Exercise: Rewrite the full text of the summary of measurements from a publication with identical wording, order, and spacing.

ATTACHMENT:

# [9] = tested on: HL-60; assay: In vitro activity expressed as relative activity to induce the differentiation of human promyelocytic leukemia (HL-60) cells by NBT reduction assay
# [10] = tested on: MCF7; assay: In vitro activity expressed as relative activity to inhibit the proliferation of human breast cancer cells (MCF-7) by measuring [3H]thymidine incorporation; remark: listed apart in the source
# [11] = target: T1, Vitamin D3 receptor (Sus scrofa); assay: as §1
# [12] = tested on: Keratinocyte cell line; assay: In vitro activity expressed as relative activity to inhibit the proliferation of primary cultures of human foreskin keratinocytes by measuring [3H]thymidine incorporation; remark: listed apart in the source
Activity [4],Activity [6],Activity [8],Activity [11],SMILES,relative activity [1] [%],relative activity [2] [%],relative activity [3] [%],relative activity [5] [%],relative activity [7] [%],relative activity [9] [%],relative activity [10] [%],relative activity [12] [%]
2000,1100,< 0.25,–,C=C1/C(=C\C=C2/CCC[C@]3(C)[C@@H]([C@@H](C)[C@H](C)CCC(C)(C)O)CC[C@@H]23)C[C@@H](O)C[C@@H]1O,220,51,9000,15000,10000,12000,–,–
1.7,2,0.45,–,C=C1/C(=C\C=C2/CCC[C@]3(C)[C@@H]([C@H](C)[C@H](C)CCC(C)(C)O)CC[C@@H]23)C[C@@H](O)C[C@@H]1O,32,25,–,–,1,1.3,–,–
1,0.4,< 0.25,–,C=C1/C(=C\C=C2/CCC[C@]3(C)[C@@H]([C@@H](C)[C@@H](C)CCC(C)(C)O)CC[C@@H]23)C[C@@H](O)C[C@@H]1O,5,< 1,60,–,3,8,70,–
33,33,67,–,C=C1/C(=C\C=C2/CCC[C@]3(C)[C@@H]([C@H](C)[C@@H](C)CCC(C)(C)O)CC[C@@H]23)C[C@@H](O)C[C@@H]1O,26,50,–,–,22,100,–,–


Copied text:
# [9] = tested on: HL-60; assay: In vitro activity expressed as relative activity to induce the differentiation of human promyelocytic leukemia (HL-60) cells by NBT reduction assay
# [10] = tested on: MCF7; assay: In vitro activity expressed as relative activity to inhibit the proliferation of human breast cancer cells (MCF-7) by measuring [3H]thymidine incorporation; remark: listed apart in the source
# [11] = target: T1, Vitamin D3 receptor (Sus scrofa); assay: as §1
# [12] = tested on: Keratinocyte cell line; assay: In vitro activity expressed as relative activity to inhibit the proliferation of primary cultures of human foreskin keratinocytes by measuring [3H]thymidine incorporation; remark: listed apart in the source
Activity [4],Activity [6],Activity [8],Activity [11],SMILES,relative activity [1] [%],relative activity [2] [%],relative activity [3] [%],relative activity [5] [%],relative activity [7] [%],relative activity [9] [%],relative activity [10] [%],relative activity [12] [%]
2000,1100,< 0.25,–,C=C1/C(=C\C=C2/CCC[C@]3(C)[C@@H]([C@@H](C)[C@H](C)CCC(C)(C)O)CC[C@@H]23)C[C@@H](O)C[C@@H]1O,220,51,9000,15000,10000,12000,–,–
1.7,2,0.45,–,C=C1/C(=C\C=C2/CCC[C@]3(C)[C@@H]([C@H](C)[C@H](C)CCC(C)(C)O)CC[C@@H]23)C[C@@H](O)C[C@@H]1O,32,25,–,–,1,1.3,–,–
1,0.4,< 0.25,–,C=C1/C(=C\C=C2/CCC[C@]3(C)[C@@H]([C@@H](C)[C@@H](C)CCC(C)(C)O)CC[C@@H]23)C[C@@H](O)C[C@@H]1O,5,< 1,60,–,3,8,70,–
33,33,67,–,C=C1/C(=C\C=C2/CCC[C@]3(C)[C@@H]([C@H](C)[C@@H](C)CCC(C)(C)O)CC[C@@H]23)C[C@@H](O)C[C@@H]1O,26,50,–,–,22,100,–,–